Introducing “Mozilla Webmaker:” helping the world make the web

Today, we’re proud to launch “Mozilla Webmaker,” a new program to help people everywhere make, learn and play using the open building blocks 
of the web.

The goal: help millions of people move from using the web to making the web. With new tools to use, projects to create, and events to join, we want to help the world increase their understanding of the web and take greater control of their online lives.

And we’d like you to join us.

 

Building a generation of webmakers

Concretely, Mozilla Webmaker will offer:

  • 1) Tools. Authoring tools and software, designed and built with our community. From supercharging web video with Popcorn, to remixing with Hackasaurus, to making your own web pages with Thimble.
  • 2) Projects. Practical starter projects, how-tos and recipes, designed to help people at all levels make something amazing with the web. From tweaking your blog template to building apps that change the world.
  • 3) Community. Bringing people with diverse skills and backgrounds together. Teachers, filmmakers, journalists, youth. From web ninjas to newbies. All making and learning together at events, meet-ups and hack jams everywhere.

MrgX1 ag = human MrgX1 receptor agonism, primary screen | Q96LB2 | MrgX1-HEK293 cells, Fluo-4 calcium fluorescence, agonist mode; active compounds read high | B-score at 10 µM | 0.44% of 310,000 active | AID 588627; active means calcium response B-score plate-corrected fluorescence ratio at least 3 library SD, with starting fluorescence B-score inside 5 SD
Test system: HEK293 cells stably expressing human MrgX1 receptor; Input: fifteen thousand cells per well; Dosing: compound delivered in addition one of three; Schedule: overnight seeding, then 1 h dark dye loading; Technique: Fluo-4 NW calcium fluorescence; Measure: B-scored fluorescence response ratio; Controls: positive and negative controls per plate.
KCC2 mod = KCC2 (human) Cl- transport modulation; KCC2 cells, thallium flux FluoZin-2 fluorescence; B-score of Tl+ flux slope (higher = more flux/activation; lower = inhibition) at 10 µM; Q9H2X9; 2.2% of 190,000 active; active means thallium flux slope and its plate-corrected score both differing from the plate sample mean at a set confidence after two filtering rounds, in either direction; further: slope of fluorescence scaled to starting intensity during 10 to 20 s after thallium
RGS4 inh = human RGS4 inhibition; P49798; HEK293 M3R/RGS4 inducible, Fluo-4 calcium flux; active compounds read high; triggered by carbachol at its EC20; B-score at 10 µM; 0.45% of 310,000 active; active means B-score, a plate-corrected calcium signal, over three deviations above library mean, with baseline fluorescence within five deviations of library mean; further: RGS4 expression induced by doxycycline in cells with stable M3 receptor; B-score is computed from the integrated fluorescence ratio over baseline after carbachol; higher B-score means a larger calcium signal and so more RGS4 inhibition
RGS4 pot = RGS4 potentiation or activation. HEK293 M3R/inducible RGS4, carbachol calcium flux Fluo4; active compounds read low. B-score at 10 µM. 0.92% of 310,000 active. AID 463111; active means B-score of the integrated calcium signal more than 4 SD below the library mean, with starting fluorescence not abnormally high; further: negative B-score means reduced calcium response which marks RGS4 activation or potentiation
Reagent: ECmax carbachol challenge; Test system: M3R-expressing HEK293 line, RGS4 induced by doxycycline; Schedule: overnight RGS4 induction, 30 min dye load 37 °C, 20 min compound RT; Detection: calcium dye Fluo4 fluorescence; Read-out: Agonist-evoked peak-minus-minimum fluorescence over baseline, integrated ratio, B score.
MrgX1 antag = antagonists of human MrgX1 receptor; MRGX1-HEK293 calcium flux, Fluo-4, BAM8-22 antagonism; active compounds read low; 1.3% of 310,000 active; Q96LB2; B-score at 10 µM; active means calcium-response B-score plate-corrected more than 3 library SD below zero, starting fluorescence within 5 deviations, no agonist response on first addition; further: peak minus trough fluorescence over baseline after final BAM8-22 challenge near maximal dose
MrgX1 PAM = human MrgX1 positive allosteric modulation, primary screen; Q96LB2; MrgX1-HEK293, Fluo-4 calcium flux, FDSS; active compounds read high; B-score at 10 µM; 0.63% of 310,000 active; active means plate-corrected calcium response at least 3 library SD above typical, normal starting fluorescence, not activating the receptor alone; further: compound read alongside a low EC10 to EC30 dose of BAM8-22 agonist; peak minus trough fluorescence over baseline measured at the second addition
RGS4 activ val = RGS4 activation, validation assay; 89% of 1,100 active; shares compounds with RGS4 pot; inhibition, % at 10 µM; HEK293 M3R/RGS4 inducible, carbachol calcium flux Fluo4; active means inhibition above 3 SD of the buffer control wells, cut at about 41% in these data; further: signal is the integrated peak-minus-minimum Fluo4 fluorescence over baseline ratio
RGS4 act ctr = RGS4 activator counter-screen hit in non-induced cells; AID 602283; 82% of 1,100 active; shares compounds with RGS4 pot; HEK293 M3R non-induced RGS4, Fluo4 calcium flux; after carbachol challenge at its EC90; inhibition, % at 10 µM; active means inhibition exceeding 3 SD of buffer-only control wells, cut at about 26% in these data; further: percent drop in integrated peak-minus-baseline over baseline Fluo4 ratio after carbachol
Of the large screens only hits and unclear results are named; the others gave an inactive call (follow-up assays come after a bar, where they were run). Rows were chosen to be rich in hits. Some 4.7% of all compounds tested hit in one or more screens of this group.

A global invitation to make and learn this summer

We’re kicking off Mozilla Webmaker with something special: a massive summer learning campaign. It’s called the Summer Code Party, will run all summer long, and kicks off June 23.

We’re inviting everyone to join or volunteer at free local events and teach-ins around the world. With new Webmaker tools, event kits and starter projects designed to make it easy, social and fun. We’ll end with a big wrap-up September 23.

We’re not doing this alone. We want to build a big tent for everyone who shares our goal of a more web literate planet. Amazing partners are joining the party, from Tumblr, Creative Commons and Code for America to SoundCloud, the San Francisco Public Library, the London Zoo, and dozens of others. Plus special events with Boing Boing’s Cory Doctorow, OK GO’s Damian Kulash, and more.

What types of programs can participate? Summer camps, day camps, summer schools, public libraries, recreation centers, neighborhood groups, your kitchen table — anyone with a willingness to make, learn and engage using the open building blocks of the web.

Creating a web literate planet

Mozilla’s Executive Director, Mark Surman, says Webmaker is the product of Mozilla’s growing commitment to learning, and the culmination of experiments it began with the Mozilla Drumbeat project.

The web is becoming the world’s second language, and a vital 21st century skill — as important as reading, writing and arithmetic,” says Surman. “It’s crucial that we give people the skills they need to understand, shape and actively participate in that world, instead of just passively consuming it. That maker spirit and open ethos is vital to Mozilla, our partners, and the web.”

The new Mozilla Webmaker web site launches June 6. In the mean time, check out the new Summer Code Party site to find an event near you, sign up for updates, and get a sneak peek at Mozilla Webmaker tools and projects.

Get involved: